Update (Mar 27, 2014): Cardinal has now been recontracted for 20 years as a dispatachable plant. Management has guided that they will need to spend $30 million to upgrade the plant and the expected Adjusted EBITDA from the plant is $7 to $9 million. While this is not as lucrative as hoped, it nevertheless eliminates the downside risk – that is no new contract. Based on a rough update to the valuation model, the base case valuation for the company is now approximately $5.0. If the plant delivers at the higher end of the range, the valuation could reach $5.2. More details to follow later.
Update (Jan 24, 2014): The valuation model for this company has been revised to be more conservative (no change in the underlying thesis, just some of the assumptions) and it results in the following changes to pricing scenarios:
- Bear Case: $3.5 (formerly $4.0)
- Base Case: $4.9 (formerly $5.2)
- Bull Case: $8.2 (formerly $6.5)
Based on the revised pricing scenarios, the company still continues to be a “Buy”.
The release of Ontario’s Long-Term Energy Plan (link) since the publishing of the original article provides some extra comfort regarding the chances of Cardinal being re-contracted in at least some capacity. Figure 9 from the report shows that the cost of sourcing electricity from Combined Heat and Power plants is approximately $80 to $200 per MWh. A cursory review of Cardinal’s revenue shows that the plant sells power for approximately $90/MWh to the grid, which makes it one of the lower cost facilities in the province. The report does not provide information regarding the frequency distribution, so it is difficult to say whether there is just one plant that sells power at $80/MWh or whether there are many; this would have a bearing on the re-contracting probabilities. Nevertheless, the report does not seem to provide any new information that would be a cause for concern, and as stated above, the company continues to be a buy.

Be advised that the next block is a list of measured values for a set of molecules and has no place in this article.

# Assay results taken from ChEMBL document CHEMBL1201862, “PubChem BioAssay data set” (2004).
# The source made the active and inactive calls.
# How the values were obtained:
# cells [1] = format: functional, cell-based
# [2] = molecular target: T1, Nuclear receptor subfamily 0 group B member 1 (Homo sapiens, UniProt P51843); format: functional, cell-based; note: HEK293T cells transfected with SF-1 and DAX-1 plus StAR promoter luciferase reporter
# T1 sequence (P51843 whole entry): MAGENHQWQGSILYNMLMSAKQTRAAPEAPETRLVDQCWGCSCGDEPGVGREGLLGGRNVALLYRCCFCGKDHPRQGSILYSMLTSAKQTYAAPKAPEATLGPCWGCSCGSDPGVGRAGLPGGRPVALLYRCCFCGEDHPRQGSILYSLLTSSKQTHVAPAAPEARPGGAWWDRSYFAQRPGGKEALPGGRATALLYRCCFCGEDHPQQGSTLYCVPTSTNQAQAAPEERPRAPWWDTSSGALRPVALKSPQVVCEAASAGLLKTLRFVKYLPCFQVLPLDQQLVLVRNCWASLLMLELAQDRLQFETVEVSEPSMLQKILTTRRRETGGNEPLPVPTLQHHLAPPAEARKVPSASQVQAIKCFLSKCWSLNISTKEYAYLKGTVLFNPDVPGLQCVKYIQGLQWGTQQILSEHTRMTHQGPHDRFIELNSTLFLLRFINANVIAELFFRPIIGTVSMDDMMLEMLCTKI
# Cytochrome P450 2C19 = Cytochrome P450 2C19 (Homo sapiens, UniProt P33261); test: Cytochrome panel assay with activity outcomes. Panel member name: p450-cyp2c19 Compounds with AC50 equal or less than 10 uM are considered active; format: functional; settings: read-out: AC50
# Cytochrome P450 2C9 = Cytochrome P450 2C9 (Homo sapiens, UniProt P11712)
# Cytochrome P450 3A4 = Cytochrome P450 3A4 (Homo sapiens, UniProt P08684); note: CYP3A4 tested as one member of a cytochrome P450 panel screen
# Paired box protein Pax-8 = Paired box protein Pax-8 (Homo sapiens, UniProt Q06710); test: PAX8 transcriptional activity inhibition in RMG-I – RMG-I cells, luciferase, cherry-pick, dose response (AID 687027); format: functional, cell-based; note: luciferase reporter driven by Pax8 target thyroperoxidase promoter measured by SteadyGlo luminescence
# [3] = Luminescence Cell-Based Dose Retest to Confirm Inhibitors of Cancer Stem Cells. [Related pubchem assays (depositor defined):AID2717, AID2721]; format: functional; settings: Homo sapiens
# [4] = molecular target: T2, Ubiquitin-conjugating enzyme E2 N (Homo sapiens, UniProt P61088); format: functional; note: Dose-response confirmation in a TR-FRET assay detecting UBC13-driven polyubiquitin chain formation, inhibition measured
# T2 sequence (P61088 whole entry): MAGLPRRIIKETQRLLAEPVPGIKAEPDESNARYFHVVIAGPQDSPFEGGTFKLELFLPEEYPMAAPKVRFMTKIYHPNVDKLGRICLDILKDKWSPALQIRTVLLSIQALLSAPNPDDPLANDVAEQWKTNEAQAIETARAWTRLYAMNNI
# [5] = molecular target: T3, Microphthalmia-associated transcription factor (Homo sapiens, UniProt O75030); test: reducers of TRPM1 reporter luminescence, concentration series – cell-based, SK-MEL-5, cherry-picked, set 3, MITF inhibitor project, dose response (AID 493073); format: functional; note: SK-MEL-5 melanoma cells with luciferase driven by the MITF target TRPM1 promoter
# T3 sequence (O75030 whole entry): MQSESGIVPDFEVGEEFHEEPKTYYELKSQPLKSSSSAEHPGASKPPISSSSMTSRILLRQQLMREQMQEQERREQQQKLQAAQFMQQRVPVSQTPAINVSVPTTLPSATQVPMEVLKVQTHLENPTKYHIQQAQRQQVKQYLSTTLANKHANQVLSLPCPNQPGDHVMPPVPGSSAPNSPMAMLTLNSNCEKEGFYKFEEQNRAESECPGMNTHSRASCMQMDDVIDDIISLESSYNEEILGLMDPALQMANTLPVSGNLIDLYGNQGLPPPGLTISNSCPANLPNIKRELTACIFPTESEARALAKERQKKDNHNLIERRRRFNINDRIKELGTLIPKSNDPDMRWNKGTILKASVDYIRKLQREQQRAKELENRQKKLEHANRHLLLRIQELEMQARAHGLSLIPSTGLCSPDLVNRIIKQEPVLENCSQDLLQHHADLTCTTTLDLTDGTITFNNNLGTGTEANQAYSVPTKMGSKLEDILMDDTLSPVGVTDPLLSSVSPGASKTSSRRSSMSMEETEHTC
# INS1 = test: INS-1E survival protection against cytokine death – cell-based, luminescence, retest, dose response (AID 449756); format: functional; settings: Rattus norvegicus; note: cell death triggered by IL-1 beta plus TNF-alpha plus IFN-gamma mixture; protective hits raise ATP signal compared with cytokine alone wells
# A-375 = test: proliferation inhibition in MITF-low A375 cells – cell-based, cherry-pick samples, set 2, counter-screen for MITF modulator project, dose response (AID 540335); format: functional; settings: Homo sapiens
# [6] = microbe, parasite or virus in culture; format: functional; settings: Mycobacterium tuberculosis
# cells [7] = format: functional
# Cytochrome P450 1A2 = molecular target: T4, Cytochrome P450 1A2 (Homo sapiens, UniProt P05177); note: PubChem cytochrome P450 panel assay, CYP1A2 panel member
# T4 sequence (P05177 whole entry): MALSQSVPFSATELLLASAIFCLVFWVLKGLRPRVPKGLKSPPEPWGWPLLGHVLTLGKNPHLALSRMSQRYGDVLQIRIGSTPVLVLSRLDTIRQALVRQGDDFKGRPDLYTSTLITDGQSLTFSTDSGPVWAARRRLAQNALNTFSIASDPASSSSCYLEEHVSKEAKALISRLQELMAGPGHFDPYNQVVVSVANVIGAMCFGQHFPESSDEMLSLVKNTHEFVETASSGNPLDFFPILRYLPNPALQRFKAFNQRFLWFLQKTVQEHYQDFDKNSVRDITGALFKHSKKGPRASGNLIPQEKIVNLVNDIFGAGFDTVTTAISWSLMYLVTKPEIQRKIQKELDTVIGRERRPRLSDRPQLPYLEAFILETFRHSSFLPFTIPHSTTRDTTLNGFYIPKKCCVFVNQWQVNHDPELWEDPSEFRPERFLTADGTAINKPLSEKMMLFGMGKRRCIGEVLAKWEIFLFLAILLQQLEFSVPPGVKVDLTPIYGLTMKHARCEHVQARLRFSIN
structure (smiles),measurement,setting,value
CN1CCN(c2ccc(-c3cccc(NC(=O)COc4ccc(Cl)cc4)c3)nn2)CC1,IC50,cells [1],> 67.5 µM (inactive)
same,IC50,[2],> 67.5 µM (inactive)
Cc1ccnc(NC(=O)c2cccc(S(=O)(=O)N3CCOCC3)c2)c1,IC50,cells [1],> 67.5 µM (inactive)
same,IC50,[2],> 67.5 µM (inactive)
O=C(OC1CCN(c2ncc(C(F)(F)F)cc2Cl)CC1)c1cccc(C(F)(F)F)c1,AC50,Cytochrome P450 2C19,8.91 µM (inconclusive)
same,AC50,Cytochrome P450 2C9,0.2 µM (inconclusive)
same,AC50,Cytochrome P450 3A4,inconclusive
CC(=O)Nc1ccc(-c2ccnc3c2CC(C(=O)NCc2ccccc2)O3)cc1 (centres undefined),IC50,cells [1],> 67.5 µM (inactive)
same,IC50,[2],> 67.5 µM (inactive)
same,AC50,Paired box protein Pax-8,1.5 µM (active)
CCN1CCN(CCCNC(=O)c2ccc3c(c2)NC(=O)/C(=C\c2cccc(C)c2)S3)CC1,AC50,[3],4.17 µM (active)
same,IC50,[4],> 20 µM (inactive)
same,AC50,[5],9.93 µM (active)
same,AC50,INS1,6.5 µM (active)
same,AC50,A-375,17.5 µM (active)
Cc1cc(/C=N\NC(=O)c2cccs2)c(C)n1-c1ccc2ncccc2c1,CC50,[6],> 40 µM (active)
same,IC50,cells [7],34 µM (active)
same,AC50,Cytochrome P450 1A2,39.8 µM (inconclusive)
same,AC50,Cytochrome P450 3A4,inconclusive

Price: $3.67 (Oct 23, 2013)
Buy under: $3.90
Intrinsic Value: $5.20 (Base Case)
Capstone Infrastructure Corporation owns and operates core infrastructure assets such as power plants, a water distribution utility, and district heating plants in Canada, UK, and Sweden. The net book value of these operating assets is $1.1 billion.
Capstone derives the majority of its income from its net 465 MW of operating power plants in Canada. Other than the 156 MWe gas cogeneration plant in Cardinal, Ontario, the facilities generate power from either wind, solar, hydro, or waste biomass. Capstone recently acquired the equity in Renewable Energy Developers Inc. in an all-share deal worth around $70 million[i]. The acquisition brought a net 95 MW of operating wind plants and a further net 79 MW of contracted development projects in to the portfolio. Most of the power plants operate under long term (typically 20 years) fixed-price power purchase agreements (PPAs) wherein the off-taker must purchase all power produced.
In 2011-12, Capstone acquired a net 50% stake in Bristol Water, a regulated water utility that provides water to the 1.2 million residents of the city of Bristol, England. The utility is a monopoly and has a perpetual license to operate. The service rates are increased annually, subject to regulatory approval, and are a function of inflation and investment in the infrastructure.
Capstone also has a 33.3% investment in Värmevärden, a holding company that operates seven district heating facilities in Sweden with an aggregate installed capacity of 639 MWth. Given the nature of district heating, Capstone has a set of captive residential and industrial customers whose facilities are deeply integrated in to the company’s network and are therefore unable or unlikely to switch to alternatives. Service rates allow for adjustments based on the price of fuel[ii] and inflation.
Geographic Distribution of Revenue (2012)
AFFO by business segment (2012)